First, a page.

I Am The Astronaut; Not a Broken Mistake


Melissa uses artful description to indicate her thoughts on which Headmate is the original real one. Melissa has Dissociative Identity Disorder, though, how many alters does she have?

*Intro Reel*

If a bowl falls and shatters, which piece is the original? They all are. In the case of Dissociative Identity Disorder, all come from the same source, while none were ever actually a bowl. They certainly had the potential to be, though, the mould was not yet set.

I’m Melissa, and while I am not broken, I am but one piece of a whole. To be honest, there is no sense in searching for what piece fits where, because perhaps, we are no longer meant to fit together, but to coincide.

To find out what I mean by that, stay tuned.

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Space is referred to as a fabric. It’s somewhat measurable, contains parts that form a whole, and is a complete mystery. While some long to understand it, some seek to fix it, and some prefer to accept it, and simply be a part of it.

A young student might aspire to be a surgeon, but veers off this course and becomes an astronaut. What should we do about this unrealized destiny? While, as an astronaut, the student grew to defy expectation, we do not bend time and space to make him into what he would have been, but is not.

The surgeon could have put his pieces together, though the astronaut sought to discover all corners of the expanse. There’s nothing to fix; merely more to explore. Perhaps, it’s not about fixing the broken bowl, but of using its new qualities to build a new existence.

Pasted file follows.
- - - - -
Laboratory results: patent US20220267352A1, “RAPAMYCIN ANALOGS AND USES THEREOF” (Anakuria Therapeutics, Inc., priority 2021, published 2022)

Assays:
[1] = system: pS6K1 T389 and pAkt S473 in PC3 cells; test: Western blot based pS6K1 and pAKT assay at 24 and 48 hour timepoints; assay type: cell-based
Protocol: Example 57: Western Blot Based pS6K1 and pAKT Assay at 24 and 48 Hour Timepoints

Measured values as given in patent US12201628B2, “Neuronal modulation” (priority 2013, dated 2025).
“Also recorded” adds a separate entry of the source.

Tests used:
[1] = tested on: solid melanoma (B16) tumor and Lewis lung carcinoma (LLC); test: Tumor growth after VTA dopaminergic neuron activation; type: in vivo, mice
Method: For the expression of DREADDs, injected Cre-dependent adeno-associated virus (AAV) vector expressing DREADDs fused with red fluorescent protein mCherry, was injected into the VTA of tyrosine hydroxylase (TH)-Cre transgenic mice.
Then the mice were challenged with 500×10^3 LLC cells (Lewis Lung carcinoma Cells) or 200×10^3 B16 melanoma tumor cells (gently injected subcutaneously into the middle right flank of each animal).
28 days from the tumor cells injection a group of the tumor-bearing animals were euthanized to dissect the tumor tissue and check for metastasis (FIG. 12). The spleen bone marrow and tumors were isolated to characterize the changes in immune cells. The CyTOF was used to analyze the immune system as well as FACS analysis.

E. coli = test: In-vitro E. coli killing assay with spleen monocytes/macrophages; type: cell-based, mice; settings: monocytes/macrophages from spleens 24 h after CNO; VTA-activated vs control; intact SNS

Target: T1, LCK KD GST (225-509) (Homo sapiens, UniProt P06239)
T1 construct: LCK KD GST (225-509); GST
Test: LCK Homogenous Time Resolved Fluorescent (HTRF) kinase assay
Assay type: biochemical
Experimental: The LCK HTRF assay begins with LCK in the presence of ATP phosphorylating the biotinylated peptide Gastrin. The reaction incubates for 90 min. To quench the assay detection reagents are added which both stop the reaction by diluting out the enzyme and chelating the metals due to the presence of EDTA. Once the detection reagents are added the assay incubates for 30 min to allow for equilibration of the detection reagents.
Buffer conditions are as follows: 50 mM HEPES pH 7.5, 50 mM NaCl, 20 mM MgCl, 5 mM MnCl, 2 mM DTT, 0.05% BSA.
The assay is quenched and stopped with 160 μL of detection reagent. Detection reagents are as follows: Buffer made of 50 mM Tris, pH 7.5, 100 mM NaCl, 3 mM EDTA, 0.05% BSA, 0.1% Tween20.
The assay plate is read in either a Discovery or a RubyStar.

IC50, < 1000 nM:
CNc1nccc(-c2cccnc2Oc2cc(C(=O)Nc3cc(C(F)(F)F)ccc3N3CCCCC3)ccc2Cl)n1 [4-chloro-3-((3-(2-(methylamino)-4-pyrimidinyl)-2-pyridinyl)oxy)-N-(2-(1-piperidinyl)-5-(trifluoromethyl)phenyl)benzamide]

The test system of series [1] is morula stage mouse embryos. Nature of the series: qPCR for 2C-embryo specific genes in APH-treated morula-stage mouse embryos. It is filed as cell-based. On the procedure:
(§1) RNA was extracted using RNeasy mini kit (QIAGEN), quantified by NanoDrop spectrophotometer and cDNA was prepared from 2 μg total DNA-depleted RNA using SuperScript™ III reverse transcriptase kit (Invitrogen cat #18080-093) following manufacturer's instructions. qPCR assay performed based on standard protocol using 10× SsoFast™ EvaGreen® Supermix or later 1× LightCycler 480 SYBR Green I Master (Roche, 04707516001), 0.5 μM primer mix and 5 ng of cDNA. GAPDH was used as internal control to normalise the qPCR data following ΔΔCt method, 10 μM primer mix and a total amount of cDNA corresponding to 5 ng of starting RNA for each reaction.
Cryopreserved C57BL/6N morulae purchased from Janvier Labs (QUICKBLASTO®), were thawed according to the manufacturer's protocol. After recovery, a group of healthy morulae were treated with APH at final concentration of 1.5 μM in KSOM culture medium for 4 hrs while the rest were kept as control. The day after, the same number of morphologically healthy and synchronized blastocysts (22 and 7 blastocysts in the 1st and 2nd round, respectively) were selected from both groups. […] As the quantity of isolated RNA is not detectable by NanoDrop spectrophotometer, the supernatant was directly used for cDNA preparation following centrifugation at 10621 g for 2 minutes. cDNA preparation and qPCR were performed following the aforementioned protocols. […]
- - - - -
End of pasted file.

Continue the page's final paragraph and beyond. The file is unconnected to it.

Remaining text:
I was the astronaut; exploring an empty expanse; seeing endless space, when I should have seen the stars. I assumed that I was a singular…

How could I not have seen the stars? A beam, though traveling at the speed of light, takes quantitative time to pierce the edge of black.

We are one; made of many. Some might ask, “How many?” I wonder this too.

The answers are unclear, though, the total number of Headmates in The Bag may be out of my reach, at least for me; Melissa.

I began referring to our Inner world Headspace as “The TownSpace” because it seems there are the inner workings of a city with buildings, schools, and relationships.

Something I wonder lately is, “Could there be more than one town?” There seems to be a connection with very English language dwellings, though, other times, I feel connected to purely French conversations. Perhaps, the town is bilingual, though, I get the feeling that they are separate.

Last year, I began to outline a map of our system. After realizing that the Dissociative Identity Disorder did not mean just 2 or three of us in our case, I started putting the bits of information together, and it is my current belief that we are at least hundreds in our system, which is what is known as polyfragmented.

Many of us have a tendency to smile; though they are all different smiles. I found myself lumping all the smiling into one Headmate. I now recognize the variances.

Exclamation Mark smiles as a young boy with extreme energy and a love of a competitive spirit.

Skittle bursts in a child’s joy with pure, incorruptible energy and love.

Maggie grins like she is seeing the world for the first time and finding it mesmerizing. Perhaps, in a way, she’s encountering the surface in prime, first contact, and reacting quite positively.

My smile is often reserved and not nearly as wide as it once was. My sense of eccentric and quirky humour was nearly a show in of itself. I have mellowed, though clearly, parts of us are still very alive with laugher and happiness.